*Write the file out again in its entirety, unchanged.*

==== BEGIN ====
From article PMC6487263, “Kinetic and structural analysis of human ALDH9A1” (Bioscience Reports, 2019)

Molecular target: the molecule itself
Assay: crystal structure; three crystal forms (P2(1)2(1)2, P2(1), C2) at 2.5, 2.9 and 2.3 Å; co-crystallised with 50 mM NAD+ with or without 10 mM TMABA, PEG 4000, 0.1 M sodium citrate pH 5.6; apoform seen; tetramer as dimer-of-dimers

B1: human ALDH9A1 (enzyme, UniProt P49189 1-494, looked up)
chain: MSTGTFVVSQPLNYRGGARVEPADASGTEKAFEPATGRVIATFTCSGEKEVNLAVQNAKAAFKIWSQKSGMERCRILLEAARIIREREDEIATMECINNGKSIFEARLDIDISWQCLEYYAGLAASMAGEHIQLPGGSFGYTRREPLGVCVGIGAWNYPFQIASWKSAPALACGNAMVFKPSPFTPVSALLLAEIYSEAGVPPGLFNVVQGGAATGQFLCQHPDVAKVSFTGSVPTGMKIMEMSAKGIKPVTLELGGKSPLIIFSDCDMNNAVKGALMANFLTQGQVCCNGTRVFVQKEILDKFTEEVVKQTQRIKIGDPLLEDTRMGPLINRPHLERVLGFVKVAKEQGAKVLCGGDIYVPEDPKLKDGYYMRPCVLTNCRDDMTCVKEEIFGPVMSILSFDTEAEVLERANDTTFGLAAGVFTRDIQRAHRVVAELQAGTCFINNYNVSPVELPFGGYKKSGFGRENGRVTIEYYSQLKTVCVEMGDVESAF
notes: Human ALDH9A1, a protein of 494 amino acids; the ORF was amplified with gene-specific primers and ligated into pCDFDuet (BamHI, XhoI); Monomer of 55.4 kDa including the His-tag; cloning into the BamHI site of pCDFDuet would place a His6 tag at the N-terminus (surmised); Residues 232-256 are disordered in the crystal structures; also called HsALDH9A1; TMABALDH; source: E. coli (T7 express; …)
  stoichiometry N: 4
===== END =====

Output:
From article PMC6487263, “Kinetic and structural analysis of human ALDH9A1” (Bioscience Reports, 2019)

Molecular target: the molecule itself
Assay: crystal structure; three crystal forms (P2(1)2(1)2, P2(1), C2) at 2.5, 2.9 and 2.3 Å; co-crystallised with 50 mM NAD+ with or without 10 mM TMABA, PEG 4000, 0.1 M sodium citrate pH 5.6; apoform seen; tetramer as dimer-of-dimers

B1: human ALDH9A1 (enzyme, UniProt P49189 1-494, looked up)
chain: MSTGTFVVSQPLNYRGGARVEPADASGTEKAFEPATGRVIATFTCSGEKEVNLAVQNAKAAFKIWSQKSGMERCRILLEAARIIREREDEIATMECINNGKSIFEARLDIDISWQCLEYYAGLAASMAGEHIQLPGGSFGYTRREPLGVCVGIGAWNYPFQIASWKSAPALACGNAMVFKPSPFTPVSALLLAEIYSEAGVPPGLFNVVQGGAATGQFLCQHPDVAKVSFTGSVPTGMKIMEMSAKGIKPVTLELGGKSPLIIFSDCDMNNAVKGALMANFLTQGQVCCNGTRVFVQKEILDKFTEEVVKQTQRIKIGDPLLEDTRMGPLINRPHLERVLGFVKVAKEQGAKVLCGGDIYVPEDPKLKDGYYMRPCVLTNCRDDMTCVKEEIFGPVMSILSFDTEAEVLERANDTTFGLAAGVFTRDIQRAHRVVAELQAGTCFINNYNVSPVELPFGGYKKSGFGRENGRVTIEYYSQLKTVCVEMGDVESAF
notes: Human ALDH9A1, a protein of 494 amino acids; the ORF was amplified with gene-specific primers and ligated into pCDFDuet (BamHI, XhoI); Monomer of 55.4 kDa including the His-tag; cloning into the BamHI site of pCDFDuet would place a His6 tag at the N-terminus (surmised); Residues 232-256 are disordered in the crystal structures; also called HsALDH9A1; TMABALDH; source: E. coli (T7 express; …)
  stoichiometry N: 4